Five New Business Books To Read This Fall

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Books on American business are high on the list of new fall book releases. Here are five of the most promising titles that will be hitting the shelves of your local bookstore or the screen of your e-reader soon.

Five New Business Books To Read This Fall

Here are five new business books

David and Goliath: Underdogs, Misfits and the Art of Battling Giants by Malcolm Gladwell, Little, Brown and Company, Oct. 1.

Gladwell, the author of the best-seller The Tipping Point, uses the Biblical story of young David battling the giant Goliath as a starting point for a new look on how we think about obstacles in our lives and work. He examines everything from strife in Northern Ireland, to cancer research, to the American public school education, and draws upon psychology, history and current events to weave it all together.

Gladwell, who was born in England and grew up in Ontario, has been a writer at The New Yorker since 1996. Prior to joining The New Yorker staff, he was a reporter for the Washington Post. He also is the author of Blink, Outliers and What the Dog Saw.

The Everything Store: Jeff Bezos and the Age of Amazon by Brad Stone, Little, Brown and Company, Oct. 15.

Compared with the other founders of big tech companies, Jeff Bezos is much less well-known. Stone, who writes for Bloomberg BusinessWeek, appears to have gotten wide access to Amazon employees past and present, as well as to Bezos family members and Bezos himself for this account. The book traces the growth of Amazon from a book delivery company to its status as an Internet company that has helped to transform the way we do business today.

Stone wrote for the New York Times and Newsweek before joining Bloomberg. He also is the author of the book Gearheads, a non-fiction book published in 2003.

The Map and the Territory: Risk, Human Nature and the Future of Forecasting by Alan Greenspan, Penguin Press, Oct. 22.

In this book, the former Federal Reserve chairman uses lessons learned from our current economic crisis to question the ways we make financial predictions and decisions and to examine why those ways failed us in 2008.

In The Map and the Territory, Greenspan uses the history of economic prediction, the new work of behavioral economists, his own experience, and new technologies to create a new financial conceptual grid. He examines our nation’s current economic challenges: debt, reform of the welfare state, competition with China, natural disasters, and global warming.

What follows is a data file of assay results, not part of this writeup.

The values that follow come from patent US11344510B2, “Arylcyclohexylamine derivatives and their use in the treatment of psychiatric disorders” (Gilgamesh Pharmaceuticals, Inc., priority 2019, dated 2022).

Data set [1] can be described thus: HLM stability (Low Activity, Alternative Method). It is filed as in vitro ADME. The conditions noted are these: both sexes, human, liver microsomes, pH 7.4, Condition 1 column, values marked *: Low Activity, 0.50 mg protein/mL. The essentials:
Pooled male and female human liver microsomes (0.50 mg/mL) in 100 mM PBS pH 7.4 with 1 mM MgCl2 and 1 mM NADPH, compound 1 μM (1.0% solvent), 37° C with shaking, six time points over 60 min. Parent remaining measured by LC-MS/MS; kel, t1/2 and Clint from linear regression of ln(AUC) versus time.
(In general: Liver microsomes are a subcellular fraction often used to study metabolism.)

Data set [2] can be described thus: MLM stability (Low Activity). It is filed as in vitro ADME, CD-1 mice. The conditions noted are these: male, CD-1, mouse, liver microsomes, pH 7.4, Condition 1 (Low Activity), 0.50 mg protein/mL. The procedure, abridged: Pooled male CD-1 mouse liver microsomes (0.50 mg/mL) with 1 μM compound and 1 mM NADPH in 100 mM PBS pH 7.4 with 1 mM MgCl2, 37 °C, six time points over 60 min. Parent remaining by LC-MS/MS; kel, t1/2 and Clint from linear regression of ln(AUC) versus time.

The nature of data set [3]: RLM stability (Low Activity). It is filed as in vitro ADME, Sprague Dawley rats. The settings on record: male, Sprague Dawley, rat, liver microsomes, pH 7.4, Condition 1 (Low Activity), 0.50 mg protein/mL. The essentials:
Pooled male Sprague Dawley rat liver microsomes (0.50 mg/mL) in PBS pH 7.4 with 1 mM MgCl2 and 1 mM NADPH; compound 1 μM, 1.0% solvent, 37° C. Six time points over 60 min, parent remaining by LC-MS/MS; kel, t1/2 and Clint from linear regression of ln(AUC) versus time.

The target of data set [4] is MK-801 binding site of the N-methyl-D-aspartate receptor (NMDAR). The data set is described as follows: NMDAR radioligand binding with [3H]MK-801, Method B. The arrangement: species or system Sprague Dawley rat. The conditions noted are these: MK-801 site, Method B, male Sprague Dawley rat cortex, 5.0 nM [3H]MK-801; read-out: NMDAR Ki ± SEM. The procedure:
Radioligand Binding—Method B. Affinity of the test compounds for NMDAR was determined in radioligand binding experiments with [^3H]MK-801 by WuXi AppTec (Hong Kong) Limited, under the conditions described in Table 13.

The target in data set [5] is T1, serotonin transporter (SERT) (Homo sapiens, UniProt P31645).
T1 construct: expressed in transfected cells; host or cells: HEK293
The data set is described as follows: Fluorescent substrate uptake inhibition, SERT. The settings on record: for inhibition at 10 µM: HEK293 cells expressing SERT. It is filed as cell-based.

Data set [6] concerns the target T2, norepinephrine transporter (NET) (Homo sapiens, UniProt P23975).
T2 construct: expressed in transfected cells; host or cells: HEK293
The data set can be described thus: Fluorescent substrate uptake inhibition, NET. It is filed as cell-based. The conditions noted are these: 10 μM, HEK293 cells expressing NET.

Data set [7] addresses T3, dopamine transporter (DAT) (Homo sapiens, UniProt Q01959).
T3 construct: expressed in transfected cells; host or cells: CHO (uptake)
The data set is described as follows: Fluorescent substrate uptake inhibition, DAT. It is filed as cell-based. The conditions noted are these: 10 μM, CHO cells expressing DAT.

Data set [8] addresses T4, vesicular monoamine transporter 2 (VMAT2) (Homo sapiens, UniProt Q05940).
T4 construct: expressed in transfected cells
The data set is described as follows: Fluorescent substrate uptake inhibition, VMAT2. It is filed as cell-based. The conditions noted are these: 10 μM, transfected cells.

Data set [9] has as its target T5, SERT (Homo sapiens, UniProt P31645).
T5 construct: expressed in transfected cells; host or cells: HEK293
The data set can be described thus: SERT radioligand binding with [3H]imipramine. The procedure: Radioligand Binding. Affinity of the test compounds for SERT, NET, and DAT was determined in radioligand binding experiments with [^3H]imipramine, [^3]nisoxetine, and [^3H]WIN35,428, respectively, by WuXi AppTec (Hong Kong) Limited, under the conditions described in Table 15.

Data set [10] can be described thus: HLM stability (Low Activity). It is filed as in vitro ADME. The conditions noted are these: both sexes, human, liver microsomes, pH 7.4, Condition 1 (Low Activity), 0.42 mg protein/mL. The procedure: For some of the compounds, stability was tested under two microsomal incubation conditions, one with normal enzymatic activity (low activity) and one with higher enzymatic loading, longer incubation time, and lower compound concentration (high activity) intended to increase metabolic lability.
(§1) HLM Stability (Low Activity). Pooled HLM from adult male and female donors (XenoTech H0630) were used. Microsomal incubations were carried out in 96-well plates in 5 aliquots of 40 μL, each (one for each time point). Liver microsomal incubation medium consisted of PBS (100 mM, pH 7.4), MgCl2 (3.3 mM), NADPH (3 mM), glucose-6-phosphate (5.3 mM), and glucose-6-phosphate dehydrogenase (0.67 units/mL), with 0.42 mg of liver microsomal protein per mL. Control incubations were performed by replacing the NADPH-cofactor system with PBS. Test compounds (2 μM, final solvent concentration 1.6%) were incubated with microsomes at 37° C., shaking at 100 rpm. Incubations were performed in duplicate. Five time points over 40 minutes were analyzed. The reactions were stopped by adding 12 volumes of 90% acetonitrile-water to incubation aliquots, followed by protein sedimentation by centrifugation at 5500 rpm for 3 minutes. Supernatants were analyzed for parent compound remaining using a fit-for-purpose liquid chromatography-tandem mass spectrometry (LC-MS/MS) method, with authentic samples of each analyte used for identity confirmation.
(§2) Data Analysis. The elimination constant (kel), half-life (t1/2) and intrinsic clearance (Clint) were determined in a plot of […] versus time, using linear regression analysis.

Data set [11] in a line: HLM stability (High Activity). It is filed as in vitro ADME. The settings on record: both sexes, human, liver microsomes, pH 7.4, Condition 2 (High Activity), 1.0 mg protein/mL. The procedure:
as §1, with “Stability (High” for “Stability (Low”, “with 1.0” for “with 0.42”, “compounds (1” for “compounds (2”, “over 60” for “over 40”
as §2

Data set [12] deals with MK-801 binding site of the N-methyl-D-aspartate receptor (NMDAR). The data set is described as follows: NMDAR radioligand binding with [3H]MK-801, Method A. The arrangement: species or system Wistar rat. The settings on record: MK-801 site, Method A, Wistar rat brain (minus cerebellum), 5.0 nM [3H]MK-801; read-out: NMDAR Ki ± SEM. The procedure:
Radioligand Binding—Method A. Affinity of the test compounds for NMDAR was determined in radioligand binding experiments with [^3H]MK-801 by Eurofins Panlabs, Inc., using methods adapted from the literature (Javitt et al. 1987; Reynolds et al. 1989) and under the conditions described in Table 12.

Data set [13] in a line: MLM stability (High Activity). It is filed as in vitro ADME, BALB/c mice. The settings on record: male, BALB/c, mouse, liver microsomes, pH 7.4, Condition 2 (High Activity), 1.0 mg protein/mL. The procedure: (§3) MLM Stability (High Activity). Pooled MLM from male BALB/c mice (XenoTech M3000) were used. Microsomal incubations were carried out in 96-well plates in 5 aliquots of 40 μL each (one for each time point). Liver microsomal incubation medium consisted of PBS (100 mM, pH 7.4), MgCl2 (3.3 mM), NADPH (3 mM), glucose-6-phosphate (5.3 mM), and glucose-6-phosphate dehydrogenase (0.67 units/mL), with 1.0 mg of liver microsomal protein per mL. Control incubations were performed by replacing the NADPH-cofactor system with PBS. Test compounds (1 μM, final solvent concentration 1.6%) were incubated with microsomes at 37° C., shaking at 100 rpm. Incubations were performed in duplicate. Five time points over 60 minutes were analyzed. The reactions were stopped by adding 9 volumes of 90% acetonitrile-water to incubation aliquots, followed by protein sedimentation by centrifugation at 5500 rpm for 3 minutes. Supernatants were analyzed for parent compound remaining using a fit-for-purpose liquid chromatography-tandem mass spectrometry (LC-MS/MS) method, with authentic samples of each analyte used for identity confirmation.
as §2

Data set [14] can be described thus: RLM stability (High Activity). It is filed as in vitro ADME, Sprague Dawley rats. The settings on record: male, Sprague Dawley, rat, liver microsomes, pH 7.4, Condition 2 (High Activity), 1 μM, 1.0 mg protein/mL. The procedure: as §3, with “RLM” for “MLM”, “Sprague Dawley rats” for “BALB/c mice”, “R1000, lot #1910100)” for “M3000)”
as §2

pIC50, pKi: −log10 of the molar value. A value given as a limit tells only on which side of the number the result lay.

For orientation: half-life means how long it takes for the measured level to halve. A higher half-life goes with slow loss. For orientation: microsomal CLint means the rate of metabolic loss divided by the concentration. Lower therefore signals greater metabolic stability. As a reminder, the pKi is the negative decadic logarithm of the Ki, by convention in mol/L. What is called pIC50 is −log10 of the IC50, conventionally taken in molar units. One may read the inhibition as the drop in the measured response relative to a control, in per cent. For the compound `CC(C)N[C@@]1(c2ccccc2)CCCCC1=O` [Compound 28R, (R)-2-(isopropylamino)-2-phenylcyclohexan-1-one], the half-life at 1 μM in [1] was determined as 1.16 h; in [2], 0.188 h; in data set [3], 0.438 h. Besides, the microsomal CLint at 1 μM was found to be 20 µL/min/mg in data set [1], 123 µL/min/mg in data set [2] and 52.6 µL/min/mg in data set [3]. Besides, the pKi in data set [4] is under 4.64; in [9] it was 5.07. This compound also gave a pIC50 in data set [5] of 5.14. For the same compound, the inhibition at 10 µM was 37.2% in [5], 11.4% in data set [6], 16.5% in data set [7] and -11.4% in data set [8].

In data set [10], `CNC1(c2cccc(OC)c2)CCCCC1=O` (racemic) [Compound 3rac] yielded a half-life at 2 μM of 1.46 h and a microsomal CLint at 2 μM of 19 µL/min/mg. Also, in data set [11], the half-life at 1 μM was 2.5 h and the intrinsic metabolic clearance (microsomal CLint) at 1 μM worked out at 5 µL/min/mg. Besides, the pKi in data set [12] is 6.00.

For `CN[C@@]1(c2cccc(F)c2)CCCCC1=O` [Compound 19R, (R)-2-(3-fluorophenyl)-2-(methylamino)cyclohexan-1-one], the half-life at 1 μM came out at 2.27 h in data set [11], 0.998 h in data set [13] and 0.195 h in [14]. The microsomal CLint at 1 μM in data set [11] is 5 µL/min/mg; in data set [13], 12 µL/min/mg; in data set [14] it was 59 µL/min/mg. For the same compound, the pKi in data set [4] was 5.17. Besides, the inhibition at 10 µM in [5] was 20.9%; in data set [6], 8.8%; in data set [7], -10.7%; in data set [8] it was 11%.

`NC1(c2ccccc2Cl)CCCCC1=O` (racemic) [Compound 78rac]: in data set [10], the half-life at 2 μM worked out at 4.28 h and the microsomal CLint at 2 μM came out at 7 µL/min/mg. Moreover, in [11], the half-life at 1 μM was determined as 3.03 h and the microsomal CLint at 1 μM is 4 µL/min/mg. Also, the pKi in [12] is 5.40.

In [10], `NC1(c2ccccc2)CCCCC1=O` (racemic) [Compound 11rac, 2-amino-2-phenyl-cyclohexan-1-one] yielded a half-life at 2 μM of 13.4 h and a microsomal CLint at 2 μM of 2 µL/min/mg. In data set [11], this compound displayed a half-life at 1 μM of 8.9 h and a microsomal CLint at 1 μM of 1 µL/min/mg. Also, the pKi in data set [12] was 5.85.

Wrong: Nine Economic Policy Disasters and What We Can Learn From Them by Richard S. Grossman, Oxford, Oct. 24.

Grossman, a professor of economics at Wesleyan University, examines nine big economic crises of the past two centuries, such as Ireland in the 19th century and Japan in the 1990s, and makes the determination that they were caused by ideology replacing sound economic theory.

Grossman previously worked as an international economist at the United States Department of State and has worked and consulted on Wall Street.  He also wrote Unsettled Account: The Evolution of Banking in the Industrialized World since 1800.

Hatching Twitter: A True Story of Money, Power, Friendship, and Betrayal by Nick Bilton, Portfolio, Nov. 5.

This new book chronicles the story of Twitter, which in about six years has grown from a small group of Silicon Valley computer programmers to a business worth about $11.5 billion. Like all good stories, it is a story of friendships—some failed and some still standing—and power struggles.  As a reporter, Bilton draws upon scores of sources, e-mails, and documents to write about the global influence of Twitter.

Author Nick Bilton is a columnist, reporter and blogger for The New York Times. His work also has appeared in Wired, Engadget, Scientific America, ABC, CNet, O’Reilly Radar and AlleyInsider. Bilton is an adjunct professor at New York University in the Interactive Telecommunications Program.

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